“We were delighted to be appointed by North Yorkshire County Council, following a successful partnership on the North Yorkshire coastal protection scheme and hope the local community is able to enjoy the reopened Tadcaster Bridge for many more centuries to come.”


Timeline, facts and figures:

  • Christmas Day 2015 – we closed Tadcaster bridge due to fears about the bridge’s stability during heavy rains and flooding
  • Tadcaster Bridge collapsed on December 29 2015 because its central piers were undermined by the ferocity of the river flow due to the flooding.  Over 650 tonnes of water every second was hitting the bridge during peak flow;
  • The flow in the river that caused the collapse was twice the intensity that we have encountered in rivers throughout North Yorkshire in the past 30 years;
  • We moved fully on site within two and a half weeks and went straight into the massive task of rebuilding the bridge;
  • Few contractors had the required skills for rebuilding such a structure but one of them, Balfour Beatty, was already working with us on coastal defence works.  We therefore appointed them to rebuild the bridge at Tadcaster and had them on site removing debris within a week of the collapse (normally if a bridge reconstruction was planned as part of a works programme there would be a year of preparation involving detailed design work, engagement with contractors, the community, Historic England and the planning authority before works even started on site.  But because the impact of the collapse meant that Tadcaster was literally cut in two the work on site started immediately)
  • We carried out stabilising work to ensure the bridge would not collapse any further;
  • We immediately introduced a shuttle bus service, improved pedestrian access over the viaduct nearby and looked at the possibilities of building a temporary footbridge;
  • A suitable location for the footbridge was hard to find,  but with the help of Tadcaster Albion Football Club that provided access, a temporary footbridge was in place by February 8th, only 5 weeks after the bridge collapsed;
  • In order to keep the community fully informed of developments we created a single point of contact for traffic issues, we appointed a communication officer for the town, we created a dedicated web-page, erected an information board and positioned two TV screens one either side of the bridge;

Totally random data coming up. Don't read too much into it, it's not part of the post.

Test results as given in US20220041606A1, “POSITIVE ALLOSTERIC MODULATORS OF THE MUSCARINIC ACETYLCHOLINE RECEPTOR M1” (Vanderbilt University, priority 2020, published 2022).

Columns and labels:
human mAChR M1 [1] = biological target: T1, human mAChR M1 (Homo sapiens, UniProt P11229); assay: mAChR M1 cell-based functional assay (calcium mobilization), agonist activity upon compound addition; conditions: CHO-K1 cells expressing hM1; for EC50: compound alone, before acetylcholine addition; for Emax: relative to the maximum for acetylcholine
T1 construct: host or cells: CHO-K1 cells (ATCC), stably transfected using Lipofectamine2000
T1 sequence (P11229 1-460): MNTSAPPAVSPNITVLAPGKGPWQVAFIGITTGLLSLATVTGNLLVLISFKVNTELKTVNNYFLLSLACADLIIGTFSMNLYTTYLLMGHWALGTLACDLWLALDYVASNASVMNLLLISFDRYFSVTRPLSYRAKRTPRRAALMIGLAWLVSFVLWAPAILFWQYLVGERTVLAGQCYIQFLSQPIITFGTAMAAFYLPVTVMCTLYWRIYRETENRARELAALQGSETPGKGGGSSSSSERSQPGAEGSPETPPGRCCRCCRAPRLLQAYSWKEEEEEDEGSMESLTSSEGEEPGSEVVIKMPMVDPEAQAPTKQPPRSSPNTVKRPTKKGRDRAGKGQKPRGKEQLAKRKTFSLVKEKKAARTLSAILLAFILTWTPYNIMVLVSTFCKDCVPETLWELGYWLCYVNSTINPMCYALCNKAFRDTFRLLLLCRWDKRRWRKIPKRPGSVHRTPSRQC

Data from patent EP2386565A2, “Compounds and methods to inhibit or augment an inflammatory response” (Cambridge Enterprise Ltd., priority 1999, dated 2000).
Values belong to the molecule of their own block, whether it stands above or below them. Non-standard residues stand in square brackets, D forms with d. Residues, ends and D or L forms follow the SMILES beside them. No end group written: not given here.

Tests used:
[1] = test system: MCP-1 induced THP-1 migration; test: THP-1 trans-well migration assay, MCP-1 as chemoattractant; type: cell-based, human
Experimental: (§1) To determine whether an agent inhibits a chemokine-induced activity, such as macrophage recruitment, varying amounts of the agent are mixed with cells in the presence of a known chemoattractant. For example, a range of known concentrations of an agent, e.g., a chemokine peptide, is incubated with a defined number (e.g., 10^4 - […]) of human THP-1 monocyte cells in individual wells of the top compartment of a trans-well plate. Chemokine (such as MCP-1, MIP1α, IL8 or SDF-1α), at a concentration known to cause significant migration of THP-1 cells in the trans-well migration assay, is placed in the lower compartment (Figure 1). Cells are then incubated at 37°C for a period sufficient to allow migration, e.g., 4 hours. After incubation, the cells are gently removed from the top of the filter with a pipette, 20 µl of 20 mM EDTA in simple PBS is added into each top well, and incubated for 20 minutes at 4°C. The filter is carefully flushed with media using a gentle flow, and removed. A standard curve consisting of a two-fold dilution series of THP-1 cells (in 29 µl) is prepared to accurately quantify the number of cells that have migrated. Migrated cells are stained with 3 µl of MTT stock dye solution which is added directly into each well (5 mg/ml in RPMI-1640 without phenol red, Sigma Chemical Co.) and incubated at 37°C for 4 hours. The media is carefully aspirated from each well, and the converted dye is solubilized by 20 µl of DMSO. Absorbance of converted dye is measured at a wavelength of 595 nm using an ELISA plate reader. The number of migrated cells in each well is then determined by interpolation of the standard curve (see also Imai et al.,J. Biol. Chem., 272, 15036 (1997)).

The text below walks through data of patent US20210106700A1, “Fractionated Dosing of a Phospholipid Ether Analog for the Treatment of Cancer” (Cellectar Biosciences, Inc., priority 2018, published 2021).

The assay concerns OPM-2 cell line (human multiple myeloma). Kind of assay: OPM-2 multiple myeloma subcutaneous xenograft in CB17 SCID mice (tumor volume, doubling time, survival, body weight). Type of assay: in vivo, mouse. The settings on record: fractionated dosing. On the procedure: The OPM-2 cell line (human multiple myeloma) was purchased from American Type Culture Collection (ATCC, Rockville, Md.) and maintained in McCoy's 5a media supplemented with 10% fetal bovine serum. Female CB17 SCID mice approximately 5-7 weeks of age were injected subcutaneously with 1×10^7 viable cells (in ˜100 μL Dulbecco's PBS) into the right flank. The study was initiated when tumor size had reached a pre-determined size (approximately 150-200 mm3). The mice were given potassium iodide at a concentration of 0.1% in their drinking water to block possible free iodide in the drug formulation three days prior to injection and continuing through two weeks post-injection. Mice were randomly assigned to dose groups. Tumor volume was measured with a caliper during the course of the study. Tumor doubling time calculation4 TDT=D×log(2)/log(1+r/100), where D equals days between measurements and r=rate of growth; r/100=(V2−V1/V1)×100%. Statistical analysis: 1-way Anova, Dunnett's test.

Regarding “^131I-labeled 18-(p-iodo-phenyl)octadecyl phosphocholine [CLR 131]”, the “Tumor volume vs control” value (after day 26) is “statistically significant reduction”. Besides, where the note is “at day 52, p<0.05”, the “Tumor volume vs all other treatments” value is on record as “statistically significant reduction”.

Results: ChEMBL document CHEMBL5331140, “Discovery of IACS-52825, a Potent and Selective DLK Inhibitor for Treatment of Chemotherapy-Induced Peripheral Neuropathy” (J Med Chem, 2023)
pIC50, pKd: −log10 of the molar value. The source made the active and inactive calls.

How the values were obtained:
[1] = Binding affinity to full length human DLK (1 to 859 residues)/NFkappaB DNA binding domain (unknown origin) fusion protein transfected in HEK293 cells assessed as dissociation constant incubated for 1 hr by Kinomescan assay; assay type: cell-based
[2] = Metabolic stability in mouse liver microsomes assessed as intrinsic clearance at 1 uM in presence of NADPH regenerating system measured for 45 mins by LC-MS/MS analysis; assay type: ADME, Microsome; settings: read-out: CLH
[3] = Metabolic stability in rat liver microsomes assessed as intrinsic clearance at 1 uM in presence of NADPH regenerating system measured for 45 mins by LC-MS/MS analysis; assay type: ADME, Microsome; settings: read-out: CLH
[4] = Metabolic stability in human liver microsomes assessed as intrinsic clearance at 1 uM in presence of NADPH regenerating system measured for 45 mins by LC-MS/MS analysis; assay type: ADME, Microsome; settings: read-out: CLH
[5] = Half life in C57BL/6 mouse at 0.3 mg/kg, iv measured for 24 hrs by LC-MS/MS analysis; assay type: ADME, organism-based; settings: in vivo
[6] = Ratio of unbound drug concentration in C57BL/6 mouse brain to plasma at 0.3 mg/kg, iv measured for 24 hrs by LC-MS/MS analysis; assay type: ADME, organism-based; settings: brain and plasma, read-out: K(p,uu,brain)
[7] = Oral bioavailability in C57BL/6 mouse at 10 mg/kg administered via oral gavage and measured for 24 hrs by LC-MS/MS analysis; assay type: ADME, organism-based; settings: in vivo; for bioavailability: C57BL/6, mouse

• We carried out flow studies on the river to understand if there was anything unusual to understand about the river in order to rebuild the bridge so it could withstand a similar event in future;
  • Because the bridge is Grade II listed we had to obtain approval from Historic England and the planning authority for any changes and to approve the materials we use and the quality of work;
  • The existing bridge had a masonry layer core behind the visible masonry face.  The fast flowing water had penetrated the piers themselves and picked this internal stonework apart.  We therefore asked permission to fill the inside of the new piers with mass concrete so that they would be stronger and resistant to any future water penetration;
  • A new base for the pier had to be designed with piling under the base and sheet piles surrounding the pier to prevent any scouring of the river bed under the piers from happening again;
  • The size of the team at its largest has been 45 workers on site in a single day;
  • Total number of hours worked on the bridge will be approximately 60,000;
  • We had to find the right quarry (near Doncaster) and match existing stone for strength, colour, texture, density and porosity;
  • Over 1000 tonnes of stone have been quarried to provide 686 tonnes of cut stone – 1342 stones cut to an individual shape and size;
  • Footways on the historic bridge were very narrow making access for wheelchairs and pushchairs very difficult.  The road width also narrowed across the bridge making the presence of large vehicles and cyclists hazardous.  If river defences were ever to be enhanced then the upstream parapet wall needed to be strengthened.  We therefore obtained £1.4m from the local enterprise partnership to strengthen and widen the bridge.
  • On September 13th we obtained planning permission to widen the bridge;
  • Autumn 2016 –high river levels hampered progress of works;
  • We put our contractors on a 24/7operation to make up for lost time;
  • Freezing temperatures over Christmas and New Year and towards the end of January hampered the masonry work further;
  • January 27th Tadcaster businesses  give coffee and cakes to bridge contractors as a thank you for their hard work
  • Friday February 3rd – the bridge ready to open to traffic